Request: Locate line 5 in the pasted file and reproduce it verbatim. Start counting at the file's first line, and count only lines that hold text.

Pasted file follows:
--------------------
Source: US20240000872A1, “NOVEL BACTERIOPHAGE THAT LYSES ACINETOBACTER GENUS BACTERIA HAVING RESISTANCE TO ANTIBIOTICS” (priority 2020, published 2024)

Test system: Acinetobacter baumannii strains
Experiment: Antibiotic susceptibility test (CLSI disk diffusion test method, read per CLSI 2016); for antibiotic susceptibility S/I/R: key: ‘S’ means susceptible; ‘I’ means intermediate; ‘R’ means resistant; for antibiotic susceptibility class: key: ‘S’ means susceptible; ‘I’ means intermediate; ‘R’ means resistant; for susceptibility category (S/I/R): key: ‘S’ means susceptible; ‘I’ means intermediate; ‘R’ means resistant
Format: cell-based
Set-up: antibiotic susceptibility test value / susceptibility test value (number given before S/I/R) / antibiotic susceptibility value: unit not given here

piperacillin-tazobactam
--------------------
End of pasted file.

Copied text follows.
Set-up: antibiotic susceptibility test value / susceptibility test value (number given before S/I/R) / antibiotic susceptibility value: unit not given here